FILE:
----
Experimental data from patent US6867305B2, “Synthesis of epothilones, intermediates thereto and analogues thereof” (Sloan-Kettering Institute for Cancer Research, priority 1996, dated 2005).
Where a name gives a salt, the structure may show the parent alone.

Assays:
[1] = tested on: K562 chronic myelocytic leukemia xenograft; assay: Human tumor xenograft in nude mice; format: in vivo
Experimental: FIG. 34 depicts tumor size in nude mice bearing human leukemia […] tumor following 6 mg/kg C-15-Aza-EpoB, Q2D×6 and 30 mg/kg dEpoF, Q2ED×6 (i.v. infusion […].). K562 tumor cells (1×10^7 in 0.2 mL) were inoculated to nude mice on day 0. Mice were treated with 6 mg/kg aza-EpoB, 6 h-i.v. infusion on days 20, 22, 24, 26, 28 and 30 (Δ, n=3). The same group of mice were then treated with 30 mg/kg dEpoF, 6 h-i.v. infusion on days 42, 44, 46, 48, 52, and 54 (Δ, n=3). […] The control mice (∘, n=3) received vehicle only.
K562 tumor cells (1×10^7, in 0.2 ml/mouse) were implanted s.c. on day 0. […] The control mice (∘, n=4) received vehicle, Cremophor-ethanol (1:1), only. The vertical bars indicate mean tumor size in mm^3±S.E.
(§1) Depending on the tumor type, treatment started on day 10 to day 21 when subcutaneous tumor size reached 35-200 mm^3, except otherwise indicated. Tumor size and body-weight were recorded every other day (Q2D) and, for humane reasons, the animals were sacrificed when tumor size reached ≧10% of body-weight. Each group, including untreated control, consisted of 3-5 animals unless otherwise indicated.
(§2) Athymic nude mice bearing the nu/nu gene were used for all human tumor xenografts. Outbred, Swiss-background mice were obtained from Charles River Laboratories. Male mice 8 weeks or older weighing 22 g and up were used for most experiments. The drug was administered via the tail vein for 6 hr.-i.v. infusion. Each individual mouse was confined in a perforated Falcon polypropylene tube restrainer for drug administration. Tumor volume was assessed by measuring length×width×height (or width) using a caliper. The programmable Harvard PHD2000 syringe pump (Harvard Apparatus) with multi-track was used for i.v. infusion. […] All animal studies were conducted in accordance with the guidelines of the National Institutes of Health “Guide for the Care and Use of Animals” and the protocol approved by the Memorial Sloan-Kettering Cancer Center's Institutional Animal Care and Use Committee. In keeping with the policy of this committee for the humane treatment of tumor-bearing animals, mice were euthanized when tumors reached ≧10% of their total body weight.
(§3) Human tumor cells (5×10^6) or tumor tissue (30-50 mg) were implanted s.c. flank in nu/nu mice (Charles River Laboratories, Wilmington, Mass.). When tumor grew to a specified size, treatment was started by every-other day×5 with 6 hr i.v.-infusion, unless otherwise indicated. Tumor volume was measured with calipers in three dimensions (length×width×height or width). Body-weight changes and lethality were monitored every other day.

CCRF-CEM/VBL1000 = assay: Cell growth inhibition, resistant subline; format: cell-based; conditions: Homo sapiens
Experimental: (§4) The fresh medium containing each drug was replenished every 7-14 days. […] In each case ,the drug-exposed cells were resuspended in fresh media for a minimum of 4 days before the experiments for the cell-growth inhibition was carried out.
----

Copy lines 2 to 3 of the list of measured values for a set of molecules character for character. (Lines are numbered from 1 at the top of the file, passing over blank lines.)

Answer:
Where a name gives a salt, the structure may show the parent alone.

Assays: